Perth Concert Hall
February 28, 2018
The King’s Singers launched their national tour with a concert in Perth that revealed what a well-oiled machine this six-piece is. The tour marks the ensemble’s 50th anniversary and with their tablet scores, suave purple suits and scripted information between songs they left nothing to chance as they smiled their way through the concert. The English vocal group currently comprises countertenors Patrick Dunachie and Timothy Wayne-Wright, tenor Julian Gregory, baritones Christopher Bruerton and Christopher Gabbitas and bass Jonathan Howard.
Their program savoured the diversity of vocal music and ranged from sacred works to barbershop. The Singers were supported by the 20-strong St George’s Cathedral Consort who both accompanied and extended the King Singer’s sound from quartet intimacy to orchestral lushness.
The King’s Singers. Photo © Marco Borggreve
The concert was not part of the Perth Festival (which ends this weekend) but the collaboration between local and international groups was a welcome balance to the festival’s lightweight classical music program, which was distinctly lacking in local artists.
The King’s Singers opened the evening with the hushed purity of Henry Ley’s The Prayer of King Henry VI which was contrasted with the fast counterpoint of Renaissance repertoire. Two pieces from the Romantic era displayed stunning dynamic range; in Saint-Saëns’ Romance du Soir the ends of phrases vaporised into thin air while Schubert’s mellow Die Nacht had artful silences and rich chordal harmonies. The contrasts continued with the rowdy folksong Lamorna and a fun arrangement of I Bought Me a Cat with its complex syncopated rhythms. All these were performed unaccompanied and showcased the Signers’ minimal vibrato, well-marinated vowel sounds and jaw dropping precision.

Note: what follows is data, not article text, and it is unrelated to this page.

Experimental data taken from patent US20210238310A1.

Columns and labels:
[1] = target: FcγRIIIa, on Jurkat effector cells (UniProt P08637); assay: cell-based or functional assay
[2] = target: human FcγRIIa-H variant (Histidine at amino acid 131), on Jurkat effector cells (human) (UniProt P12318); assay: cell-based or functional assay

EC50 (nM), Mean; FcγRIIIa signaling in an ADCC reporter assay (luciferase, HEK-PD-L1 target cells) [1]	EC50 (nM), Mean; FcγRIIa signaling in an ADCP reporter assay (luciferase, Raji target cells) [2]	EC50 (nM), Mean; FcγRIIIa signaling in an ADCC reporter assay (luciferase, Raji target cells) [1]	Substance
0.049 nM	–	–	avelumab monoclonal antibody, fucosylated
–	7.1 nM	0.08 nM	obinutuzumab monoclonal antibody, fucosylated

The works for larger forces were likewise immaculate. Composer Bob Chilcott (a previous member of the Singers) demonstrated immense creativity in writing for sextet and choir in his work High Flight. Whispered accompaniment from the Consort underpinned pure solo lines from the Singers and built to a climax of bold homophonic declaration. Nico Muhly’s writing in To Stand in This House was equally innovative. It opened with a weaving countertenor duet, followed by a section free singing and spoken word accompaniment in the choir. There was opportunity in this four-movement work to hear the different timbres of the voices. One countertenor was silvery the other warm-hued but beautifully blended when in duet and when they combined with the tenor it created a delicious honeyed effect. The baritones added contained power like the purring engine of a luxury car and the bass gave a refined weight to the group.
The heart of the concert was Eric Whitacre’s The Stolen Child with its foreboding wordless choral introduction and eerie countertenor solo. It was a troubled but beautiful work with short phrases building with yearning into a climatic melody before abating.
The Consort’s performance of Perry Joyce’s Ubi Caritas, something of a signature work for the group, was one of the more heartfelt performances I’ve seen from them, sung from memory and with great eloquence.
Classics like Danny Boy and The Band Played Waltzing Matilda were immensely popular with the audience – the tunes have never sounded as sweet. A cover of Billy Joel’s And So It Goes was an encore that settled and wrapped its reverberations around the audience like a warm blanket. It was a concert which demonstrated the beauty of English choral singing, performed by two well-matched, incredibly refined ensembles.